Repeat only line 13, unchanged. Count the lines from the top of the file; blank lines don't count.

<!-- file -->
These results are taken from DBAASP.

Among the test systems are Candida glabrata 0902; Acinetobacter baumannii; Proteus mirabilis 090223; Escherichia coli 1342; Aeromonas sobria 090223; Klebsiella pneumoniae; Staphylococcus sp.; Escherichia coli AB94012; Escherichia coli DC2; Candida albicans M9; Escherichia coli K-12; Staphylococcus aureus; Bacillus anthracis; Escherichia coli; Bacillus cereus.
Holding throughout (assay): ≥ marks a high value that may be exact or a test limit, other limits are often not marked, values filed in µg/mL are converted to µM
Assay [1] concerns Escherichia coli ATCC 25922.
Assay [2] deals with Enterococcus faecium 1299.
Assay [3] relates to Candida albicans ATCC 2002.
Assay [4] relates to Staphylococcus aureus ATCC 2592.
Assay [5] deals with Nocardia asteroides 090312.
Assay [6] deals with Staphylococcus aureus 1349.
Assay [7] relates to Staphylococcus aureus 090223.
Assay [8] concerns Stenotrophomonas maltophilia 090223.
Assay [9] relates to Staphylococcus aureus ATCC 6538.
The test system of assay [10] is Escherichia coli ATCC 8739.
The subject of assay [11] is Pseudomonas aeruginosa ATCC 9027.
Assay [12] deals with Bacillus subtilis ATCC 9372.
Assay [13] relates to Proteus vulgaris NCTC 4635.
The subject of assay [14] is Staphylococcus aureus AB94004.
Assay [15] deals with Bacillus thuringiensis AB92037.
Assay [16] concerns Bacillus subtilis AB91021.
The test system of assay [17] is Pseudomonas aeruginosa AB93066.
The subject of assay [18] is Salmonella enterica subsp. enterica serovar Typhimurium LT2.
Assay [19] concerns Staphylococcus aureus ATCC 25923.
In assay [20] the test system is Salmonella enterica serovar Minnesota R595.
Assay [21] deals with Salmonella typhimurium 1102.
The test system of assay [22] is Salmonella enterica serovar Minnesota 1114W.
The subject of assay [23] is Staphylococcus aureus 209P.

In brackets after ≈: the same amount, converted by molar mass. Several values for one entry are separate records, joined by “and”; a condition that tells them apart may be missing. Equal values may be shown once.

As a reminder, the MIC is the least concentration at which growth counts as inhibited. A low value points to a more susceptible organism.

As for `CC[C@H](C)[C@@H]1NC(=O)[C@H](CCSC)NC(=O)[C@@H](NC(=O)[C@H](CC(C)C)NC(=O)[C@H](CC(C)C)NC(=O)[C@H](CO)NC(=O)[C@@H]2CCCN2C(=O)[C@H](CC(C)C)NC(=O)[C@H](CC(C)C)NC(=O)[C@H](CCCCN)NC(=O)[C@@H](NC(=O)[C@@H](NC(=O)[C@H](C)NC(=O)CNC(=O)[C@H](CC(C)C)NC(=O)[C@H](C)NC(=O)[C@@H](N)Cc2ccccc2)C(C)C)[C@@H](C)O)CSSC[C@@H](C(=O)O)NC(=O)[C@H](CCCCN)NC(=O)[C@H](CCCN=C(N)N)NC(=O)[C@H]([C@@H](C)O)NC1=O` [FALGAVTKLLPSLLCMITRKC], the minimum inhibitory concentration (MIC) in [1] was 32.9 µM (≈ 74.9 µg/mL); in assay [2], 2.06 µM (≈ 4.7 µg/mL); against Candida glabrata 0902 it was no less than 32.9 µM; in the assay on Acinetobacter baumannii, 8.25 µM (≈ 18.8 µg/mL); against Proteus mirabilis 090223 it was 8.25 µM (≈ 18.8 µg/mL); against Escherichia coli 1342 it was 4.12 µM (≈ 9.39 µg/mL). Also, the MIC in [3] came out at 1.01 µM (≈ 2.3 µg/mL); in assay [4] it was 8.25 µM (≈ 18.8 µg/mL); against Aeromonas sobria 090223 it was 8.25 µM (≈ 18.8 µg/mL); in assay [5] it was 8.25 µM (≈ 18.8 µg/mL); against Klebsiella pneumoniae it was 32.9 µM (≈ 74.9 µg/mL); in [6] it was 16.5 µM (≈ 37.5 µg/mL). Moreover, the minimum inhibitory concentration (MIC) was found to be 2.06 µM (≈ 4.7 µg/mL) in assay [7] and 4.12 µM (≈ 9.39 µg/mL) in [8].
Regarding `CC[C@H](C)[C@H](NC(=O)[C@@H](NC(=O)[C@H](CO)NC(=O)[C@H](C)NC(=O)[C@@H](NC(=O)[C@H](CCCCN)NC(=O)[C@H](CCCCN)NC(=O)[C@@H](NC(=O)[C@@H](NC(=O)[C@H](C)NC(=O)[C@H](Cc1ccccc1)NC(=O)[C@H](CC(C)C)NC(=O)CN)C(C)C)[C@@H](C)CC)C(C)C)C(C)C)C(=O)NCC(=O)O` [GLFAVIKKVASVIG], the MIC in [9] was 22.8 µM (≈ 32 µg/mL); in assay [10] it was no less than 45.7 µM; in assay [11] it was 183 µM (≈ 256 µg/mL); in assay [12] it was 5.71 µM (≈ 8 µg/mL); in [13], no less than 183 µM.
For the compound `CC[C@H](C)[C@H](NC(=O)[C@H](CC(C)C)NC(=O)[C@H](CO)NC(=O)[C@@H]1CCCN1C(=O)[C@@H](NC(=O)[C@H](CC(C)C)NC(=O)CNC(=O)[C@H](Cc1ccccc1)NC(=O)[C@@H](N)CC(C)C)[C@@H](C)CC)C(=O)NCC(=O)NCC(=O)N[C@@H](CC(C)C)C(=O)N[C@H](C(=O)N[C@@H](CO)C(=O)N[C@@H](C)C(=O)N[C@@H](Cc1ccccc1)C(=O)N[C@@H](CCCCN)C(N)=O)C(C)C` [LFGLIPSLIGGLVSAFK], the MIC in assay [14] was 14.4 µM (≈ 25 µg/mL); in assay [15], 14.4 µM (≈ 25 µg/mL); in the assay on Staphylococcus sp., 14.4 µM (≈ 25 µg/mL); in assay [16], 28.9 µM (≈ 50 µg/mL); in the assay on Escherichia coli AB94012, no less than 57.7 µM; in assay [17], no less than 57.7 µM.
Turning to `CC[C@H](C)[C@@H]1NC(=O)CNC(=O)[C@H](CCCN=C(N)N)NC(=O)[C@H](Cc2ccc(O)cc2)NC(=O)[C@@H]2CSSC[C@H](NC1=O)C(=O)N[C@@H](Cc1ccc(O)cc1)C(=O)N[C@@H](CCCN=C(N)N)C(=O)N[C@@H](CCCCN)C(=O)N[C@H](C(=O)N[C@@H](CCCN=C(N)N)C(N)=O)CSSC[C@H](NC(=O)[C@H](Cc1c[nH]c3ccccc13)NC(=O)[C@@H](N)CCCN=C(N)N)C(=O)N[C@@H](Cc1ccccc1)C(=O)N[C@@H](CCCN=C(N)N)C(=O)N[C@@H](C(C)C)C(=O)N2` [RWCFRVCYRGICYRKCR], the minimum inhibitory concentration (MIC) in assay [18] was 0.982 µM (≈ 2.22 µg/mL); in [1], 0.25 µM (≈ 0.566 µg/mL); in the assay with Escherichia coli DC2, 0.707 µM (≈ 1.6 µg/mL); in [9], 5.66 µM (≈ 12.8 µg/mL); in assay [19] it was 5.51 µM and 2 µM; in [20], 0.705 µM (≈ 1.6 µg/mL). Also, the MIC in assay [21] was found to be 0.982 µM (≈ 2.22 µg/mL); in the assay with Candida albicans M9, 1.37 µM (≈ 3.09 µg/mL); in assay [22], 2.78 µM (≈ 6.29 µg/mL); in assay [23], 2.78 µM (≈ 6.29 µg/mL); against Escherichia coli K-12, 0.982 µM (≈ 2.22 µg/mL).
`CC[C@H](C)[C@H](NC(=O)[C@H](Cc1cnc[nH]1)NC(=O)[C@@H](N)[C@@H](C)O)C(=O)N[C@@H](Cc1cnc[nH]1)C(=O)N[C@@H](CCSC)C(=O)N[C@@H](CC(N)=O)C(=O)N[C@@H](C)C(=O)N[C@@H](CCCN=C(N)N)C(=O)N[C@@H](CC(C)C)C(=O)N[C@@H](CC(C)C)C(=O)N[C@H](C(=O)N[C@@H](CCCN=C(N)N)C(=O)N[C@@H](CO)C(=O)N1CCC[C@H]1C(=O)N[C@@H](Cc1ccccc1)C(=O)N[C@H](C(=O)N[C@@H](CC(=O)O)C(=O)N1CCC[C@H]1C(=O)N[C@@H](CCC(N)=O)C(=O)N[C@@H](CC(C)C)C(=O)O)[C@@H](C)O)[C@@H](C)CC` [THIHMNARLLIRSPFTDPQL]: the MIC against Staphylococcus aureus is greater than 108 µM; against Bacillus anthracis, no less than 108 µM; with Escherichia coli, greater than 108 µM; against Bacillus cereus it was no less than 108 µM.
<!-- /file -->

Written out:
The test system of assay [10] is Escherichia coli ATCC 8739.